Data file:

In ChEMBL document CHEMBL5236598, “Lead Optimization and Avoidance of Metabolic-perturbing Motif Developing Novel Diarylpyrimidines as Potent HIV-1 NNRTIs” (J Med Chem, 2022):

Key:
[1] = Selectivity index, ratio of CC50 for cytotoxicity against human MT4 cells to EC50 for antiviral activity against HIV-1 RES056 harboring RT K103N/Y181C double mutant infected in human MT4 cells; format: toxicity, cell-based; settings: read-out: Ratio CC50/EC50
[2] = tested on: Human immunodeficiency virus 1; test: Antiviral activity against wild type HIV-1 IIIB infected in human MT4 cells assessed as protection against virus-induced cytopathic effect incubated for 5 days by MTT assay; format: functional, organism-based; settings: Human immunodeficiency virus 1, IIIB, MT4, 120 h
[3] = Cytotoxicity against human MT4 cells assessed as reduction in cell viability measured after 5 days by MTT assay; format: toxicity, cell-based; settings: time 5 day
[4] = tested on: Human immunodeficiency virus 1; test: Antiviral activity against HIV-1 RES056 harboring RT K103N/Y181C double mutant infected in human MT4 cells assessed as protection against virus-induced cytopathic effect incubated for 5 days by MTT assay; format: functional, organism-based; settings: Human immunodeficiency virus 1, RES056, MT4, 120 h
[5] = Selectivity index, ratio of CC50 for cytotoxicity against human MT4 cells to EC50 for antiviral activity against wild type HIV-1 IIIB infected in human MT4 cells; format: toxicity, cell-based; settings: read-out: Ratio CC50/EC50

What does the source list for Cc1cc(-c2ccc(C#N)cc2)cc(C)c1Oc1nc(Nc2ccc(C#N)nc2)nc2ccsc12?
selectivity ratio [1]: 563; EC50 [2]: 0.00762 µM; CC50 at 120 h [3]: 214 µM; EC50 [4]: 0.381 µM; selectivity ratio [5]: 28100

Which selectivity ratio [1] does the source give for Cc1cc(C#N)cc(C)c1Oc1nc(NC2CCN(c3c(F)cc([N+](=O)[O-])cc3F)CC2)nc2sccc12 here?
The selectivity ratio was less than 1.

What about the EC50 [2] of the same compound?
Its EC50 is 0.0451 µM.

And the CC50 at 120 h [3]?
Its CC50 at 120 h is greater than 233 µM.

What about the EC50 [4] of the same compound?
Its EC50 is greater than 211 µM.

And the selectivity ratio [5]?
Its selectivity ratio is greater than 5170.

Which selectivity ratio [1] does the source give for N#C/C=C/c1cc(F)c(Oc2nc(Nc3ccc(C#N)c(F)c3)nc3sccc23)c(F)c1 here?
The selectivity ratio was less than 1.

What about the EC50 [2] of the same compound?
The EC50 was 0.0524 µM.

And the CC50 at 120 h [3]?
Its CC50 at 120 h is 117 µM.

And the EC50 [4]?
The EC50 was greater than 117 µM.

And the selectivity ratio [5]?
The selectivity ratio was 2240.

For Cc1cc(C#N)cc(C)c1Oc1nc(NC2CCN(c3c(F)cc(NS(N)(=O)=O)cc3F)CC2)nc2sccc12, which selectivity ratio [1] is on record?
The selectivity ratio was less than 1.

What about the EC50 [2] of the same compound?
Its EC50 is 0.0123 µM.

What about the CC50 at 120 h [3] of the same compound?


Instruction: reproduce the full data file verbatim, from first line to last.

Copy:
In ChEMBL document CHEMBL5236598, “Lead Optimization and Avoidance of Metabolic-perturbing Motif Developing Novel Diarylpyrimidines as Potent HIV-1 NNRTIs” (J Med Chem, 2022):

Key:
[1] = Selectivity index, ratio of CC50 for cytotoxicity against human MT4 cells to EC50 for antiviral activity against HIV-1 RES056 harboring RT K103N/Y181C double mutant infected in human MT4 cells; format: toxicity, cell-based; settings: read-out: Ratio CC50/EC50
[2] = tested on: Human immunodeficiency virus 1; test: Antiviral activity against wild type HIV-1 IIIB infected in human MT4 cells assessed as protection against virus-induced cytopathic effect incubated for 5 days by MTT assay; format: functional, organism-based; settings: Human immunodeficiency virus 1, IIIB, MT4, 120 h
[3] = Cytotoxicity against human MT4 cells assessed as reduction in cell viability measured after 5 days by MTT assay; format: toxicity, cell-based; settings: time 5 day
[4] = tested on: Human immunodeficiency virus 1; test: Antiviral activity against HIV-1 RES056 harboring RT K103N/Y181C double mutant infected in human MT4 cells assessed as protection against virus-induced cytopathic effect incubated for 5 days by MTT assay; format: functional, organism-based; settings: Human immunodeficiency virus 1, RES056, MT4, 120 h
[5] = Selectivity index, ratio of CC50 for cytotoxicity against human MT4 cells to EC50 for antiviral activity against wild type HIV-1 IIIB infected in human MT4 cells; format: toxicity, cell-based; settings: read-out: Ratio CC50/EC50

What does the source list for Cc1cc(-c2ccc(C#N)cc2)cc(C)c1Oc1nc(Nc2ccc(C#N)nc2)nc2ccsc12?
selectivity ratio [1]: 563; EC50 [2]: 0.00762 µM; CC50 at 120 h [3]: 214 µM; EC50 [4]: 0.381 µM; selectivity ratio [5]: 28100

Which selectivity ratio [1] does the source give for Cc1cc(C#N)cc(C)c1Oc1nc(NC2CCN(c3c(F)cc([N+](=O)[O-])cc3F)CC2)nc2sccc12 here?
The selectivity ratio was less than 1.

What about the EC50 [2] of the same compound?
Its EC50 is 0.0451 µM.

And the CC50 at 120 h [3]?
Its CC50 at 120 h is greater than 233 µM.

What about the EC50 [4] of the same compound?
Its EC50 is greater than 211 µM.

And the selectivity ratio [5]?
Its selectivity ratio is greater than 5170.

Which selectivity ratio [1] does the source give for N#C/C=C/c1cc(F)c(Oc2nc(Nc3ccc(C#N)c(F)c3)nc3sccc23)c(F)c1 here?
The selectivity ratio was less than 1.

What about the EC50 [2] of the same compound?
The EC50 was 0.0524 µM.

And the CC50 at 120 h [3]?
Its CC50 at 120 h is 117 µM.

And the EC50 [4]?
The EC50 was greater than 117 µM.

And the selectivity ratio [5]?
The selectivity ratio was 2240.

For Cc1cc(C#N)cc(C)c1Oc1nc(NC2CCN(c3c(F)cc(NS(N)(=O)=O)cc3F)CC2)nc2sccc12, which selectivity ratio [1] is on record?
The selectivity ratio was less than 1.

What about the EC50 [2] of the same compound?
Its EC50 is 0.0123 µM.

What about the CC50 at 120 h [3] of the same compound?